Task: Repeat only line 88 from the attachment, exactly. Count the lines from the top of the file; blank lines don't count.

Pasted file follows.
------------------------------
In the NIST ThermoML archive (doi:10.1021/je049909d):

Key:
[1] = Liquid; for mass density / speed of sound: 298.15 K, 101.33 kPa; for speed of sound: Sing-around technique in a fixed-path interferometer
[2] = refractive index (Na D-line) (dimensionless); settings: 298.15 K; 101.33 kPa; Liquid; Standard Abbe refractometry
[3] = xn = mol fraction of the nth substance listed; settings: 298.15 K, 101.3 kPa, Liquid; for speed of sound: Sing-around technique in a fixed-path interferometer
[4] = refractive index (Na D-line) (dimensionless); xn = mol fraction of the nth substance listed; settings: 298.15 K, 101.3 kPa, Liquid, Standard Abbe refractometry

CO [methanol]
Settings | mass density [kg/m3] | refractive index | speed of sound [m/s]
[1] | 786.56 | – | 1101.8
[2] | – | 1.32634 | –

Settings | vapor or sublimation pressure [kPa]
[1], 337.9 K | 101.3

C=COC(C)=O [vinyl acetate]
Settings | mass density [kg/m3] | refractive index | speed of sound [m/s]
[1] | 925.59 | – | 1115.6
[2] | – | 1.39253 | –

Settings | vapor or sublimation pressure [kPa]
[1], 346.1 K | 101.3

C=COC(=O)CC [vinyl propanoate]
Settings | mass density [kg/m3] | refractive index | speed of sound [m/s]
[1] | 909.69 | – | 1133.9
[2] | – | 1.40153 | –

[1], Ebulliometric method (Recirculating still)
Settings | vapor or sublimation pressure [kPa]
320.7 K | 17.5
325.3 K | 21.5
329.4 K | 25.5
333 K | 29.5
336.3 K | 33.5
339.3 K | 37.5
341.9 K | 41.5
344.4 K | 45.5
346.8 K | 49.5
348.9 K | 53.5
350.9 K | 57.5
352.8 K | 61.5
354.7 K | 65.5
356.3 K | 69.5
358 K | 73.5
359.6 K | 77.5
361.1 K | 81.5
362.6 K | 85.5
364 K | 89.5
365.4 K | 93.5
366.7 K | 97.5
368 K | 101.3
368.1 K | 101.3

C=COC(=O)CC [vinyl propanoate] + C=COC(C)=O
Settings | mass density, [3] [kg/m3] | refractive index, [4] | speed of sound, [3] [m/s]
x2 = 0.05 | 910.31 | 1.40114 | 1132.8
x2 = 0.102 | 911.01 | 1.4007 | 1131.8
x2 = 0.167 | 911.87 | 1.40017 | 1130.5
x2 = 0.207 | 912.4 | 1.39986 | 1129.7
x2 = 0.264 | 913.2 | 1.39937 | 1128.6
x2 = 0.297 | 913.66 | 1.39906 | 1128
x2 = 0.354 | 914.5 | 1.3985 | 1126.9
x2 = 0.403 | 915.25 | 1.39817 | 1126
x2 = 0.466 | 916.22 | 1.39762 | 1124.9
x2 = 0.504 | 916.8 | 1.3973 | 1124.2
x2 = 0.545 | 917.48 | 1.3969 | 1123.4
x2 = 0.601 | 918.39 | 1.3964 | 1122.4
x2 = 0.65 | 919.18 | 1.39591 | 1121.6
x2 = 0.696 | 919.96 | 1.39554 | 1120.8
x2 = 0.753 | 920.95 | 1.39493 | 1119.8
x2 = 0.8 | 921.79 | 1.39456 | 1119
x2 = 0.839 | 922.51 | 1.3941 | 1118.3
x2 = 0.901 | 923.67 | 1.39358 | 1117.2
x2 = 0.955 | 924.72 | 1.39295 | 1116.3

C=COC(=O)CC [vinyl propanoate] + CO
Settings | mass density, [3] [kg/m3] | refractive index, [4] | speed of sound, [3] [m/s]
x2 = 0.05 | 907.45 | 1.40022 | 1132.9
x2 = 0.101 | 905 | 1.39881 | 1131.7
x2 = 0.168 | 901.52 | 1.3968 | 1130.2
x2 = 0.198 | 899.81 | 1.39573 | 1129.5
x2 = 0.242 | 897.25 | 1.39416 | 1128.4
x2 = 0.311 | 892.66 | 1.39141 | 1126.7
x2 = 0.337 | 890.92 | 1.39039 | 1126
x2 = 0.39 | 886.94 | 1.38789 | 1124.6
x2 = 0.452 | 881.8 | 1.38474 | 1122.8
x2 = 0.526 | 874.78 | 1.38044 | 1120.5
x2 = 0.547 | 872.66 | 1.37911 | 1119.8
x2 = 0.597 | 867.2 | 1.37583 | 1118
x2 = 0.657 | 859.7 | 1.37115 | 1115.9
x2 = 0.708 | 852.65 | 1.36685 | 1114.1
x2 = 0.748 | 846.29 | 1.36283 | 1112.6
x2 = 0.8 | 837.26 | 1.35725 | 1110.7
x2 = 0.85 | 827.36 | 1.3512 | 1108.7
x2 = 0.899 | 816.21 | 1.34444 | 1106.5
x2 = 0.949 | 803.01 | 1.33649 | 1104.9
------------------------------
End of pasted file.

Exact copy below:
x2 = 0.899 | 816.21 | 1.34444 | 1106.5